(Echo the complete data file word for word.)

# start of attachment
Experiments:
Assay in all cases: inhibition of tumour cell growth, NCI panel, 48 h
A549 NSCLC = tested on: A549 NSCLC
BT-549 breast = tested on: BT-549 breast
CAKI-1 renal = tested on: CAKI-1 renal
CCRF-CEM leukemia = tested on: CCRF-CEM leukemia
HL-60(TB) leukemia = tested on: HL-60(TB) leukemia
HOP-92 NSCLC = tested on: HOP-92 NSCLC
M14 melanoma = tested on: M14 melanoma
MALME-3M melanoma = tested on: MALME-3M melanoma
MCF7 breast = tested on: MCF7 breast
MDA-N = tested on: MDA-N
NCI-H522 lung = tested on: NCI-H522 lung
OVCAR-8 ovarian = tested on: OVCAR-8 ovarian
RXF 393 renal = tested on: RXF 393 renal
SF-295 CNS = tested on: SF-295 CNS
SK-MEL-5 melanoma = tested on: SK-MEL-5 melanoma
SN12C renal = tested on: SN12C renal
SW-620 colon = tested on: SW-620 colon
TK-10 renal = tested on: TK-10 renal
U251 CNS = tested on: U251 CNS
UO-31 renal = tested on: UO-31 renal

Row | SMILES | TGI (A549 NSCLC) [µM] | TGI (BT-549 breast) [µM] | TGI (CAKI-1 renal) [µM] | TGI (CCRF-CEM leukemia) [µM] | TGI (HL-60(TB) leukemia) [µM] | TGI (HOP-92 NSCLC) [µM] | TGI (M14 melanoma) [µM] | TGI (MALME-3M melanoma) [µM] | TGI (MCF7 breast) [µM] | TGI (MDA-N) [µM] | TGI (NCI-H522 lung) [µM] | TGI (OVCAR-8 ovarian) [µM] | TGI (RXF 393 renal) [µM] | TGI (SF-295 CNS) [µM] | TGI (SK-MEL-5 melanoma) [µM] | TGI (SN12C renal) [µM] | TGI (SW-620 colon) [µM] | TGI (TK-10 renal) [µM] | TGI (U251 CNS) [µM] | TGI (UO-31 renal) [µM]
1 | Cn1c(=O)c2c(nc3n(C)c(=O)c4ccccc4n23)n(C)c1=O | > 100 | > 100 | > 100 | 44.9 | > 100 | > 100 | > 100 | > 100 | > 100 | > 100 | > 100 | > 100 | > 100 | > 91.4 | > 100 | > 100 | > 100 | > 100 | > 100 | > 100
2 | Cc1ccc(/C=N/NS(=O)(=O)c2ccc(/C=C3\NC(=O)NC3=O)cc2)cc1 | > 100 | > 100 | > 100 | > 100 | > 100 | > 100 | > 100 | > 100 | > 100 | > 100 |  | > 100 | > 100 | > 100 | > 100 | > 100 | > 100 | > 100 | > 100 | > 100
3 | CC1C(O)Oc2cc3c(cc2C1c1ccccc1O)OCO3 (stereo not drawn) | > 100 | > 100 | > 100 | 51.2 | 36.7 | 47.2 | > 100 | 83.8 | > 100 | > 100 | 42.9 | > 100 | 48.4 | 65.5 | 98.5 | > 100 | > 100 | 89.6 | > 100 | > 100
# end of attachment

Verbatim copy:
Experiments:
Assay in all cases: inhibition of tumour cell growth, NCI panel, 48 h
A549 NSCLC = tested on: A549 NSCLC
BT-549 breast = tested on: BT-549 breast
CAKI-1 renal = tested on: CAKI-1 renal
CCRF-CEM leukemia = tested on: CCRF-CEM leukemia
HL-60(TB) leukemia = tested on: HL-60(TB) leukemia
HOP-92 NSCLC = tested on: HOP-92 NSCLC
M14 melanoma = tested on: M14 melanoma
MALME-3M melanoma = tested on: MALME-3M melanoma
MCF7 breast = tested on: MCF7 breast
MDA-N = tested on: MDA-N
NCI-H522 lung = tested on: NCI-H522 lung
OVCAR-8 ovarian = tested on: OVCAR-8 ovarian
RXF 393 renal = tested on: RXF 393 renal
SF-295 CNS = tested on: SF-295 CNS
SK-MEL-5 melanoma = tested on: SK-MEL-5 melanoma
SN12C renal = tested on: SN12C renal
SW-620 colon = tested on: SW-620 colon
TK-10 renal = tested on: TK-10 renal
U251 CNS = tested on: U251 CNS
UO-31 renal = tested on: UO-31 renal

Row | SMILES | TGI (A549 NSCLC) [µM] | TGI (BT-549 breast) [µM] | TGI (CAKI-1 renal) [µM] | TGI (CCRF-CEM leukemia) [µM] | TGI (HL-60(TB) leukemia) [µM] | TGI (HOP-92 NSCLC) [µM] | TGI (M14 melanoma) [µM] | TGI (MALME-3M melanoma) [µM] | TGI (MCF7 breast) [µM] | TGI (MDA-N) [µM] | TGI (NCI-H522 lung) [µM] | TGI (OVCAR-8 ovarian) [µM] | TGI (RXF 393 renal) [µM] | TGI (SF-295 CNS) [µM] | TGI (SK-MEL-5 melanoma) [µM] | TGI (SN12C renal) [µM] | TGI (SW-620 colon) [µM] | TGI (TK-10 renal) [µM] | TGI (U251 CNS) [µM] | TGI (UO-31 renal) [µM]
1 | Cn1c(=O)c2c(nc3n(C)c(=O)c4ccccc4n23)n(C)c1=O | > 100 | > 100 | > 100 | 44.9 | > 100 | > 100 | > 100 | > 100 | > 100 | > 100 | > 100 | > 100 | > 100 | > 91.4 | > 100 | > 100 | > 100 | > 100 | > 100 | > 100
2 | Cc1ccc(/C=N/NS(=O)(=O)c2ccc(/C=C3\NC(=O)NC3=O)cc2)cc1 | > 100 | > 100 | > 100 | > 100 | > 100 | > 100 | > 100 | > 100 | > 100 | > 100 |  | > 100 | > 100 | > 100 | > 100 | > 100 | > 100 | > 100 | > 100 | > 100
3 | CC1C(O)Oc2cc3c(cc2C1c1ccccc1O)OCO3 (stereo not drawn) | > 100 | > 100 | > 100 | 51.2 | 36.7 | 47.2 | > 100 | 83.8 | > 100 | > 100 | 42.9 | > 100 | 48.4 | 65.5 | 98.5 | > 100 | > 100 | 89.6 | > 100 | > 100